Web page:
woman with connected laptop and phone (SFIO CRACHO/Shutterstock.com)


On the verge of true federal IT modernization

After the flurry of cyber and modernization-related policy talk earlier this year, it feels like we’ve entered a holding pattern. With Congress more heavily focused on other issues, movement on IT priorities has slowed, particularly as we wait for the Senate to decide the fate of the Modernizing Government Technology Act. 

Yet despite the quiet, the stars are aligning. There is no doubt in my mind that improving federal IT is a bi-partisan issue, and I strongly believe our leaders will ensure that IT modernization remains a top priority through the end of 2017.

For the remainder of the year we must laser-focus on areas that will push the IT modernization movement forward, especially cloud, biometrics and mobility.

‘Cloud first’ should be seen as an achievable standard

Agencies should focus on replacing existing technology with low-cost alternatives, like open-source and cloud resources. A recent Forrester Research report detailed that despite a decrease in the federal IT budget, cloud spending is expected to reach $2.1 billion in 2018, a 2.6 percent increase from 2017.

For years, the government has been pursuing a cloud-first policy that requires agencies to use cloud-based technology in an effort to cut waste and deliver constituent services faster. More recently, the Federal Risk and Authorization Management Program is making it easier for agencies to make the move and get more reliable, secure, resilient IT infrastructures for less.

To further improve and accelerate the move to cloud, FedRAMP announced its new FedRAMP Tailored baseline, which would be used to rapidly authorize low-risk services like collaboration tools and project management. According to the information provided after the most recent comment period, the new changes make personally identifiable information only necessary at login, outline a continuous monitoring policy and provide baseline information on how cloud-service providers can attest to each control and the scope of which types of software-as-a-service applications can be considered low risk.

It’s understandable that much of the hesitation inside the government to migrate to the cloud comes from security concerns. However, solutions like FedRAMP Tailored and the National Institute of Standards and Technology's Cybersecurity Framework help to eliminate the one-size-fits-all approach to compliance and put agencies in a better position to effectively react to and prevent threats, enabling a more secure migration to the cloud.

Agencies must recognize the benefits of biometrics

As we develop a more connected government, the cybersecurity threats become bigger and more difficult to thwart. From the recent discussion around the FBI’s Next Generation Identification system to the General Services Administration and Department of Homeland Security exploring the future capabilities of the Continuous Diagnostics and Mitigation program, the federal government is determined to securely embrace the digital revolution.

However, agencies on the front lines face even greater risks, battling thousands of threats on a daily basis. To properly fight back, all agencies should turn to biometrics.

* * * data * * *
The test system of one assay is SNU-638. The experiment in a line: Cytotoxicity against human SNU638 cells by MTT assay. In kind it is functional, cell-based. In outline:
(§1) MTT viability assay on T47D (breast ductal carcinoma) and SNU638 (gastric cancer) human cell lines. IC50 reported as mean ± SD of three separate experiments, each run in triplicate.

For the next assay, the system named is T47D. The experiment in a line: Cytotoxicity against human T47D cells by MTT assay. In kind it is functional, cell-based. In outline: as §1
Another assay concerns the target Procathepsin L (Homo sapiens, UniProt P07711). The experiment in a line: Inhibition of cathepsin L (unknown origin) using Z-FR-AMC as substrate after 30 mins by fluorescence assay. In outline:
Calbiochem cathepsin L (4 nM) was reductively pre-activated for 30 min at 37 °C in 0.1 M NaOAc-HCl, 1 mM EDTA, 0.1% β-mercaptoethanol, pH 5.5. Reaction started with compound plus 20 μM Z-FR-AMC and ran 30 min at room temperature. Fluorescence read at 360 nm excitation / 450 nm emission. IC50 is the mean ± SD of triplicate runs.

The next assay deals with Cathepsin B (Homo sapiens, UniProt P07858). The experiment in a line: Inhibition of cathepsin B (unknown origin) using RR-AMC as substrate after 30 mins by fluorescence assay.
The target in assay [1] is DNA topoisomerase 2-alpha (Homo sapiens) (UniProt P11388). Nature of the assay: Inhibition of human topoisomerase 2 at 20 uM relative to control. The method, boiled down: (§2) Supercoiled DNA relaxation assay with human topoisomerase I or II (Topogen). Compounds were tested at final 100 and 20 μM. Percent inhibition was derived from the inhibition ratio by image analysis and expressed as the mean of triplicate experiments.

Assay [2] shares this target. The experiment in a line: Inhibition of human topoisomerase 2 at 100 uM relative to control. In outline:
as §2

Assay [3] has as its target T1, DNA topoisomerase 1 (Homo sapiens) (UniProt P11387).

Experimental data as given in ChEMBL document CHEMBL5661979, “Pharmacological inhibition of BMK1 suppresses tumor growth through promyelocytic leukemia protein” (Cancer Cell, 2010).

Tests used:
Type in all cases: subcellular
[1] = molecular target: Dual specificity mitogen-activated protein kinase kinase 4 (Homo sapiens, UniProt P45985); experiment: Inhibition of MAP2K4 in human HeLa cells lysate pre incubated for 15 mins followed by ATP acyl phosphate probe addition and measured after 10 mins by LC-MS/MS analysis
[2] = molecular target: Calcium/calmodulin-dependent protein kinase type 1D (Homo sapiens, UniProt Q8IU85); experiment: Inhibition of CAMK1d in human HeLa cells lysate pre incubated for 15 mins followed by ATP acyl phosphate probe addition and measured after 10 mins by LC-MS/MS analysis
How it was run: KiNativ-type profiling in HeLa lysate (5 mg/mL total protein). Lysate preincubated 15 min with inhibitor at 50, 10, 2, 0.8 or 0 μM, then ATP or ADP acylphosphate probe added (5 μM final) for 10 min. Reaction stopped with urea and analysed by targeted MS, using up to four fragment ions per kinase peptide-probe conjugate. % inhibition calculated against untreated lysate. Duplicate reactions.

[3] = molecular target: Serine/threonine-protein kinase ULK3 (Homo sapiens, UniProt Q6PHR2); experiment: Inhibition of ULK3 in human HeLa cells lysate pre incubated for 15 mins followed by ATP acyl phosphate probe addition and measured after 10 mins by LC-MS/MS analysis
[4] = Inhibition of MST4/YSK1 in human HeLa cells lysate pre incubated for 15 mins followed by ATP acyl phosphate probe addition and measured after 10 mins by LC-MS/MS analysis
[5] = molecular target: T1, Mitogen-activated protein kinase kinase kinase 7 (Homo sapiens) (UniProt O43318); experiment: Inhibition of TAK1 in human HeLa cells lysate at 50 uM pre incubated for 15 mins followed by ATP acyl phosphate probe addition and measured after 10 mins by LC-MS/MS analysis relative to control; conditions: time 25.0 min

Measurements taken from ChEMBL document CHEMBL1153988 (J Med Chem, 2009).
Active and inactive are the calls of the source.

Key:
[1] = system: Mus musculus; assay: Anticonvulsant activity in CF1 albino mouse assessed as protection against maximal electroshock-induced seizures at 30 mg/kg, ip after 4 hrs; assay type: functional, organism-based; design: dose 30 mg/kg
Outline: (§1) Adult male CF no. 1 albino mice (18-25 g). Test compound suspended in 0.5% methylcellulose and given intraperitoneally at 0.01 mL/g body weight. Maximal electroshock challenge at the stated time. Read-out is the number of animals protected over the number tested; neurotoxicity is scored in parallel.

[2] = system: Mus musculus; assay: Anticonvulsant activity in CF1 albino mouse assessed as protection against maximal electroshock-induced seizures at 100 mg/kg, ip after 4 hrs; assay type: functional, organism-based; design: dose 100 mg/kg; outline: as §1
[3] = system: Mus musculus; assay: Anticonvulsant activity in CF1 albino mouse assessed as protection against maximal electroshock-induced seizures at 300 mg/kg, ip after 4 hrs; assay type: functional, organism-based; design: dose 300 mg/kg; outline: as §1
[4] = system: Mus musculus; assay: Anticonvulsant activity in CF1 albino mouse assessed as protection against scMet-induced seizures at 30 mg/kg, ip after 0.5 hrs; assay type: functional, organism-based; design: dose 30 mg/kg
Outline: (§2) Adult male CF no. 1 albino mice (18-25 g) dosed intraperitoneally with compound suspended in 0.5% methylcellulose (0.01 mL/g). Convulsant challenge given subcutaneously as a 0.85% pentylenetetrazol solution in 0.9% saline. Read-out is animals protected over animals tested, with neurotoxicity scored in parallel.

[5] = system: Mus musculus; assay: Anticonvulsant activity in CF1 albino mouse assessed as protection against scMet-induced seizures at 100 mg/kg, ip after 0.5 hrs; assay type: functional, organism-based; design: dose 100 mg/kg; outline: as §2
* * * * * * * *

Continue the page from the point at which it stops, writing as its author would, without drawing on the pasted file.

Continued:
While biometric use in cellphones and tablets is a more recent development, the federal government has used biometric systems for over a decade and is leading the charge in improving these technologies. Whether it’s securing borders or identifying employees, biometric technologies have developed into a powerful tool for verification. Now it is used not just to secure physical entities but also as a tool for controlling access to data.

As we look to the future of biometrics, it is imperative that the government and private sector share information to ensure the technology continues to mature. Existing biometrics applications are evolving, with customer feedback driving improvement.

We must push for mobility

According to a recent Dell EMC survey, 93 percent of federal IT executives believe that mobility is one of the most important attributes of a "future-ready" agency.  But, the federal mobility trend is two tiered -- agencies must spread mobility not only federal employees through bring-your-own-device policies, but also to citizens looking for mobile-friendly services.

Over the last few years, both the FBI and the Equal Employment Opportunity Commission have launched successful mobile-first programs that provide employees with the technology they are accustomed to using. And employees weren’t the only ones that benefited -- the policy helped the EEOC’s bottom line, reducing mobile device costs by 20 percent.

Agencies are looking for ways to better connect with their consumers, the American citizens.  As technology becomes integrated into citizens' day-to-day lives, they expect government to provide services through accessible and convenient tools.

The path forward for IT modernization

Whether through cloud computing or mobility management, IT modernization is changing the way government agencies function, achieve mission goals and interact with each other, the private sector and citizens.

As the federal government works through its cyber and IT modernization challenges, it must take advantage of the efficiencies offered by cloud, biometrics and mobility. The key to agencies' success depends on embracing agility, innovation and new technologies that deliver  the type of services citizens have come to expect from the private sector. 

About the Author

John Batzer is technical director at KeyLogic Systems.

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